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The SLR Lounge Preset System is designed to enable users to achieve virtually any look and effect within 3-5 simple clicks. From basic color correction, vintage fades, black & white effects, tilt-shift effects, faux HDR, retouching, detail enhancing, and so much more. The sky is the limit with what has been dubbed the most powerful and intuitive preset system available. Click the link above to learn more/purchase!  The SLR Lounge Preset System is now available for both Lightroom 4, (compatible with Lightroom 5) …and Adobe Camera Raw! (Bridge CS6)

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Terms: #Panorama

Matthew Saville is a full-time wedding photographer at Lin & Jirsa Photography, and a senior editor & writer at SLR Lounge.

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Q&A Discussions

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  1. DJ Neuron

    I was hoping for a lot more from this article.  For example, sometime I need to shift vertically to get the framing I want, which means panning to get the horizontal scope I want in the final image.  In that case, which stitching option is best?  Why do some panos I shoot have huge distortion on one side?

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  2. Michael Lawlor

    I have a Zuiko 35mm shift lens and have found that my adapter is not correctly aligned, so when the camera is level, the shift mechanism is not level. Have you encountered this problem (requiring cropping of the final image) or do I need to spend more money on a better adapter?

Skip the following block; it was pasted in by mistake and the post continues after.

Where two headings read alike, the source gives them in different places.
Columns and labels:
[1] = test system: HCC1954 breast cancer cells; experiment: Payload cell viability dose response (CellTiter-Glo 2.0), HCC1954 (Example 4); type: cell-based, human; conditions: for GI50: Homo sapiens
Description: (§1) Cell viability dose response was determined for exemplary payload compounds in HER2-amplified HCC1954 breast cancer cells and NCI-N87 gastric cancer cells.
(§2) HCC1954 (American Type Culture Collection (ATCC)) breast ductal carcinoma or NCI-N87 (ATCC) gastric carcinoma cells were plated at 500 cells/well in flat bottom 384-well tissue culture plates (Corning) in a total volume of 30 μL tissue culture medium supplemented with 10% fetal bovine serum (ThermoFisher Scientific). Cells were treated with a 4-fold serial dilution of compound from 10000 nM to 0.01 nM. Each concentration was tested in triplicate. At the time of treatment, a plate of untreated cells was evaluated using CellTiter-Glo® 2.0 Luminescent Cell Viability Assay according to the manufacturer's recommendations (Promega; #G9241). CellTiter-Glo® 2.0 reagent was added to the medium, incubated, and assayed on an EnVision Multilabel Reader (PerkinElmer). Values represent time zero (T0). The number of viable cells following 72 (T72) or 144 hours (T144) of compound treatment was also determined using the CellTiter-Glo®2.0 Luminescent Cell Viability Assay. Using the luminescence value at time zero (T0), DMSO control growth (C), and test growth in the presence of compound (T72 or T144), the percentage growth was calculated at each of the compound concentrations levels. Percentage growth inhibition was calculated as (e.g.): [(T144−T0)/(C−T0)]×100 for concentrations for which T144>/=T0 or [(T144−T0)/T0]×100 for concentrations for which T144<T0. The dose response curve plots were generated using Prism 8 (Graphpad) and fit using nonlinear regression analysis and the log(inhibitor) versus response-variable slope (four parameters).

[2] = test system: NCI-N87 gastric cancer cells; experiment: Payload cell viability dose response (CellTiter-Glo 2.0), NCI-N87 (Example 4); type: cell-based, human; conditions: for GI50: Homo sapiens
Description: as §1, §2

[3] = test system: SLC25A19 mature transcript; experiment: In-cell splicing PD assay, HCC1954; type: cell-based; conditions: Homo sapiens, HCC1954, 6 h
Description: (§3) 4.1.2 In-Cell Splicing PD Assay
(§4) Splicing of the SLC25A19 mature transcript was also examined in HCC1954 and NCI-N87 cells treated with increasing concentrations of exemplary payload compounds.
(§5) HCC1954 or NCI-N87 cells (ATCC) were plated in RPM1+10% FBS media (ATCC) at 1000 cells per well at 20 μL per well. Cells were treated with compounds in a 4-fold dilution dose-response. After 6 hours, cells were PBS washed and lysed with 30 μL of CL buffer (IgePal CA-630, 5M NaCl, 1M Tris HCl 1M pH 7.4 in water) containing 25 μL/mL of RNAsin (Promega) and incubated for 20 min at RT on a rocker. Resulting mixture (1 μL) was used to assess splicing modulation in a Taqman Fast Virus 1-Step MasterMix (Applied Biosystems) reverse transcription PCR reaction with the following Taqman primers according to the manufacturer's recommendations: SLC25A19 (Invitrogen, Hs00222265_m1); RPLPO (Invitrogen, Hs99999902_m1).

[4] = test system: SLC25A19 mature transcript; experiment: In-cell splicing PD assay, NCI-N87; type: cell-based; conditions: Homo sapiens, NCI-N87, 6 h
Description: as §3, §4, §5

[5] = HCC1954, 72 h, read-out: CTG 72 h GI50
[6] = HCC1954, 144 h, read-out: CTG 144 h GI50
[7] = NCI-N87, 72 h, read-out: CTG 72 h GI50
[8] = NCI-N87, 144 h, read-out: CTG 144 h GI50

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  3. Bill Nichols

    Hi Matt –

    You talk about using the TS lens to shoot this but you don’t give any details into what you actually do on the lens to achieve this. Can you detail that out a bit? Are you starting centered or shifted to one side, then just shifting over?


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    • M. Saville

      Hey Bill,

      Yes to your second guess- When creating a panorama, I frame my shots with complete left and right shifting. Of course I shift back and forth beforehand to check my composition, and then I capture the final frames.

      As a side note, if you try this technique with a crop sensor, you will have to also capture a middle frame, because the shift of a 24mm lens on a crop sensor is greater than two full image frames!